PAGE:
With many headlines focusing on the energy and power markets in Africa, and with the announcements of the conference line-ups for Power-Gen Africa 2012 and Clean Power Africa, the attention of the smart energy world is once again firmly on Africa. Meanwhile, the natural gas gold rush in America has driven a number of speculators to seek the next bonanza. China, now Africa’s largest trading partner, already has a number of energy investments in Southern Africa, specifically in natural gas exploration and production.
Non-Chinese producers are also moving in. Australia based Kinetiko Energy, for example, has increased its potential in-place resources at its Amersfoort coal-bed methane gas project in South Africa to 2.4 trillion cubic feet of gas. This is up a whopping 41% from previous estimates. In mid-August state oil company PetroSA signed an agreement with Indian oil and gas exploration company Cairn India Group for crude oil and natural gas exploration in the Orange Basin on the west coast of South Africa in Cape Town.
A large increase in natural gas production in Southern Africa would have far-reaching effects in the areas of demand for coal, nuclear power, and renewable energy. At present, South Africa relies heavily on coal for its electricity and is increasingly looking at renewable energy projects, though those plans are still nascent. Eskom, the South African monopoly utility, is also pushing forward plans for a nuclear resurgence in South Africa. Earlier in 2012 Eskom confirmed its plans to move forward with a program to add 1.2 gigawatts (GW) of new nuclear capacity, with initial tenders expected be announced around the end of 2012.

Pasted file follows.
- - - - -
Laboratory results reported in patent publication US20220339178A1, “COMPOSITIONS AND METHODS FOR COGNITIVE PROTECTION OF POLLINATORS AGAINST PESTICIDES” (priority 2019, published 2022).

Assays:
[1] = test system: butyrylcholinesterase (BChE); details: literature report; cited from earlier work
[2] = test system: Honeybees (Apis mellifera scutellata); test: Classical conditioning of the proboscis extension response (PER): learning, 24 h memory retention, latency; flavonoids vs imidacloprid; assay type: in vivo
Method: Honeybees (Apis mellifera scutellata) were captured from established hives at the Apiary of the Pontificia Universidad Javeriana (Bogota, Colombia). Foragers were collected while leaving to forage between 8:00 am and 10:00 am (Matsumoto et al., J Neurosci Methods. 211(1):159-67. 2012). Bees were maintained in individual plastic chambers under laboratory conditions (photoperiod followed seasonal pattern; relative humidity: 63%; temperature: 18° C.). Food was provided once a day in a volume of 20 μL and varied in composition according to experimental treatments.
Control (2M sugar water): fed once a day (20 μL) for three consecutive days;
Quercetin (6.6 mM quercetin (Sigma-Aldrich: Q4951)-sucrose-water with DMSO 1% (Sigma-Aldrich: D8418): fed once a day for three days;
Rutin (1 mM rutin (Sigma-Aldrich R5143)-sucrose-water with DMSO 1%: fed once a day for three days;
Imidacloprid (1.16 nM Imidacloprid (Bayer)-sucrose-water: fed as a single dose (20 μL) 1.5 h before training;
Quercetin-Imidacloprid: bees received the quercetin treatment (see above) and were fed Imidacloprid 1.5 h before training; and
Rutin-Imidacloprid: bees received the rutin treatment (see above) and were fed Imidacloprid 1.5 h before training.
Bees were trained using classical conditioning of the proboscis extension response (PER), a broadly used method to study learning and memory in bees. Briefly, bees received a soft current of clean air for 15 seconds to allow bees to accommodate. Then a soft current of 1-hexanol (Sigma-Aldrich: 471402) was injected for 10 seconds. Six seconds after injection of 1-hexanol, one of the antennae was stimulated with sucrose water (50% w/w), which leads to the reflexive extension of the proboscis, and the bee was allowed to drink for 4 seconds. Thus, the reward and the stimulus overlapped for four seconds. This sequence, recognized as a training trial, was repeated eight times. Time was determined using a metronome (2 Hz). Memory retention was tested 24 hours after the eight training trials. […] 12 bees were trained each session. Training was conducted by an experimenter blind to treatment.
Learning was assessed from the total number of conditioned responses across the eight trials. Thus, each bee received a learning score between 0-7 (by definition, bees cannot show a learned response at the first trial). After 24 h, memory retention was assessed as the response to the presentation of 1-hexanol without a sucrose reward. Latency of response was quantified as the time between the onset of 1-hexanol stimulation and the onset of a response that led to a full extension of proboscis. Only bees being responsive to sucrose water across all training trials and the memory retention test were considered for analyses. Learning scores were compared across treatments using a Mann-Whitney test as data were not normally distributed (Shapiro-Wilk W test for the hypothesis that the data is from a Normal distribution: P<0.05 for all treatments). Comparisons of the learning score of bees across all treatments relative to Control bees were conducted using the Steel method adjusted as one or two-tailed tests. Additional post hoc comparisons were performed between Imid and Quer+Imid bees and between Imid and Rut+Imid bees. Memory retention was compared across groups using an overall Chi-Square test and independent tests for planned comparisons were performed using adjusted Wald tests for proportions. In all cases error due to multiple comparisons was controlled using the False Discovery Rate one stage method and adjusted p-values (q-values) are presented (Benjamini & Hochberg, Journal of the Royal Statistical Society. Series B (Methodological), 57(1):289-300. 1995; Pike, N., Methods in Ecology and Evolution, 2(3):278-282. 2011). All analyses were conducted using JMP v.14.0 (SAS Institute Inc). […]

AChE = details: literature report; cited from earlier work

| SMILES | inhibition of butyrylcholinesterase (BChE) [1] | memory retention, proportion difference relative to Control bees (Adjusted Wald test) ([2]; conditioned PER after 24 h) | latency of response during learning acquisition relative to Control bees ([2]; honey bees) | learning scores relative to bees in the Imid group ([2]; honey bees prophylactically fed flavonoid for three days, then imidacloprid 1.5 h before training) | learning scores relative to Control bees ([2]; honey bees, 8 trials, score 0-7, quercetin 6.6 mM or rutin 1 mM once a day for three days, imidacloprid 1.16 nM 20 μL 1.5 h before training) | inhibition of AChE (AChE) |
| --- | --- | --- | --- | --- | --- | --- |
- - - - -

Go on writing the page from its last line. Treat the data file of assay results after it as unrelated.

Of the three fuels (coal, nuclear, and renewables), coal would be the easiest to replace and would provide the largest gains in terms of carbon emissions reductions. A new wave of natural gas could also help unlock a surge in renewable energy, with natural gas plants providing base load power and renewables the peak power – assuming that reliable energy storage was also in place. The biggest winner, though, could be fuel cells.
Fuel cells are highly efficient natural gas conversion devices, and with South Africa’s increased interest in fuel cells having an abundant supply of cheap fuel would go a long way to removing market barriers for local adoption.
In the United States, the natural gas boom is simply providing an already powerful economy with increased access to cheaper fuel. A natural gas boom in Africa, by contrast, could have truly revolutionary impacts in terms of rural electrification, grid stability, and decreased carbon emissions.
Tags: Africa, Conferences & Events, Natural Gas, Policy & Regulation, Renewable Energy, Smart Energy Practice
| 1 Comment »